by Henriette Chacar
Before an Israeli high school student can participate in a school-sponsored trip overseas they must first answer a series of questions. “How do Palestinian organizations use social media?” is one of them. The only correct answer? “To incite violence.”
The Education Ministry’s online course and test purport to equip students with “tools and basic information” on questions and issues they might encounter abroad. Far-right politician Naftali Bennett made the course mandatory two years ago, when he was education minister.
Last month, The Masar Alternative School in Nazareth challenged the course’s legality. In a letter addressed to the Education Ministry, the school argued that the course is humiliating toward Palestinian citizens of Israel and violates the country’s education law, which “requires consideration of the uniqueness of the Arab minority.”
The course, available only in Hebrew but with optional Arabic subtitles, involves a series of short videos covering 11 topics followed by a multiple-choice exam and can be completed in a matter of hours. Upon completion, students receive a certificate that is valid for four years.
“Students who were traveling abroad were met with questions like what’s going on in Israel? … They were asked about the separation wall, about the country’s borders. They didn’t know what to say,” an Education Ministry official explained in 2015, when an earlier version of the course was offered, although it wasn’t mandatory at the time.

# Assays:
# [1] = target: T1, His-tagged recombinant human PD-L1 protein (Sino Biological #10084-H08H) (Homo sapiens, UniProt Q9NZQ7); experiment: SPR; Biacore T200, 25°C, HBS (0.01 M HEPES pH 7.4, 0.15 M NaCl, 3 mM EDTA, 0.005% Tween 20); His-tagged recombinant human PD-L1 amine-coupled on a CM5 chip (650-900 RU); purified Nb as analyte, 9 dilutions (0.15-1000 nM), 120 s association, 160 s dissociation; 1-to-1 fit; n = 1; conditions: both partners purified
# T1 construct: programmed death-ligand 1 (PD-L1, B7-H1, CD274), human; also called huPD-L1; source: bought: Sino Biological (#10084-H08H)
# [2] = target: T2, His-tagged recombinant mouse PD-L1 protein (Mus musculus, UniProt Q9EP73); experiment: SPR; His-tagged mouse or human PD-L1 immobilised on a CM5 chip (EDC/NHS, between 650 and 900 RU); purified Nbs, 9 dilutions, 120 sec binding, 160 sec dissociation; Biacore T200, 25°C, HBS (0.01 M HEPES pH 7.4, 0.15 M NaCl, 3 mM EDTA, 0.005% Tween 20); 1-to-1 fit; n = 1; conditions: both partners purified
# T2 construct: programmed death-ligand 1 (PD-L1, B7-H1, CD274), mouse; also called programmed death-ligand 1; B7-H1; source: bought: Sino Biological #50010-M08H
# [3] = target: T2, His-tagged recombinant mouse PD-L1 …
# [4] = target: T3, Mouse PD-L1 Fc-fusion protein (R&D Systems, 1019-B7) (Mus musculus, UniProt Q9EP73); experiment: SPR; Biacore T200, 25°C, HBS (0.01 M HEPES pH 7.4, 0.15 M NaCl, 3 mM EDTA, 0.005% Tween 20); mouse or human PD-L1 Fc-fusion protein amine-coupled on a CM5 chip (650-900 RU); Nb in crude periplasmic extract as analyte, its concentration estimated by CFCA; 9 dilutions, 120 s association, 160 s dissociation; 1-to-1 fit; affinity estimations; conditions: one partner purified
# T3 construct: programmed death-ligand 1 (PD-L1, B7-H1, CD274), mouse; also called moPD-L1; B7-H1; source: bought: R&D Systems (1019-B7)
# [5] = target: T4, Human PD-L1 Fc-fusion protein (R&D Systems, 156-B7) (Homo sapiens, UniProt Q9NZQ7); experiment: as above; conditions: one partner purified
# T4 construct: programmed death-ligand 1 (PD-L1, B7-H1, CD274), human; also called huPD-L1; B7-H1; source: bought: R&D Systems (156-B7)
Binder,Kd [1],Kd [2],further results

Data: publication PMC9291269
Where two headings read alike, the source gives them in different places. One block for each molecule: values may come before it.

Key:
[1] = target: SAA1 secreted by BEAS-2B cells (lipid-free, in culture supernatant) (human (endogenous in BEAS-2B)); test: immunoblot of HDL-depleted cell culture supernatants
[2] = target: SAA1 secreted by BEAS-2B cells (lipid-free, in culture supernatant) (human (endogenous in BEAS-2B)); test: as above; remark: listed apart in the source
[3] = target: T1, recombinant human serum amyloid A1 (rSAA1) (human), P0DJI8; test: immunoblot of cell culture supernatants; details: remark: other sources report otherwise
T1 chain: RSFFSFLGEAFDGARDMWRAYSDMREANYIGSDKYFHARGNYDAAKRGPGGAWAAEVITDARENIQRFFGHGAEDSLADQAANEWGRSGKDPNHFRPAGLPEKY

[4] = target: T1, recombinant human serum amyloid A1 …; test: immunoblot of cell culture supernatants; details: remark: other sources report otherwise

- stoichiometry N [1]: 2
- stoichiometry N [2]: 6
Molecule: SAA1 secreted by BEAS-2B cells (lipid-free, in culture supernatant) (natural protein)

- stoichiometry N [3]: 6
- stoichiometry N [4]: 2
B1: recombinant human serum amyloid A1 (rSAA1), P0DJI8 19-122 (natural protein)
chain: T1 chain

Reflecting the core thinking behind hasbara, the course centers on the conviction that people around the world criticize Israel not because it occupies millions of Palestinians, but because “they don’t know Israel,” Tal Brody, an American-Israeli former basketball star, says in one of the tutorials.
The students are tasked with defending Israel’s image abroad, and are told they are “young ambassadors” representing the State of Israel anytime they are “outside the country’s borders,” whether they want to or not. Israel’s borders are still disputed and are yet to be officially recognized, a reality that is entirely ignored throughout the course.
One video explains that “the key to hasbara [is] your personal story,” with Naftali Bennett encouraging students to talk about what they intend to do in the army. “Oh, yes, in Israel, every teen, male and female, must enlist in the army,” he continues, effectively erasing Israel’s Palestinian citizens, who aren’t drafted and are widely viewed by the state’s authorities as potential security risks.
Determining that Israeli democracy is unique, Bennett tells students that “Arabs have full equality in Israel.” Not once does he refer to the 1.8 million Palestinians in Israel as “Palestinians.”
After telling the students that Israel is “surrounded by roughly a billion Arabs and Muslims” who, he says, “don’t want this tiny little country to survive,” Bennett explains that Jews have an exclusive claim to this land.
“They present the other — namely the Arab, the Palestinian, the Muslim — as a source of terror or danger,” explains Nareman Shehadeh-Zoabi, an attorney for Adalah, the Legal Center for Arab Minority Rights, which sent the letter on behalf of the school. “To ask an Arab student to internalize these statements about himself [is] a way of humiliating him.”
Elsewhere in the course, the students are told that “when the people of Israel arrived here, it was a wasteland.”
Displaying an image of a young child positioned to hurl a stone at a tank, a representative from the Foreign Ministry tells the teenagers, “the tank is defending itself, right? We are Israel’s Defense Forces. The child is the perpetrator. The problem is that most people around the world who look at the photo see those in the tank as the aggressors.” She adds: “People might still come across this image on the news, but if they have other associations [with Israel], it’s possible to blur this image a little bit.”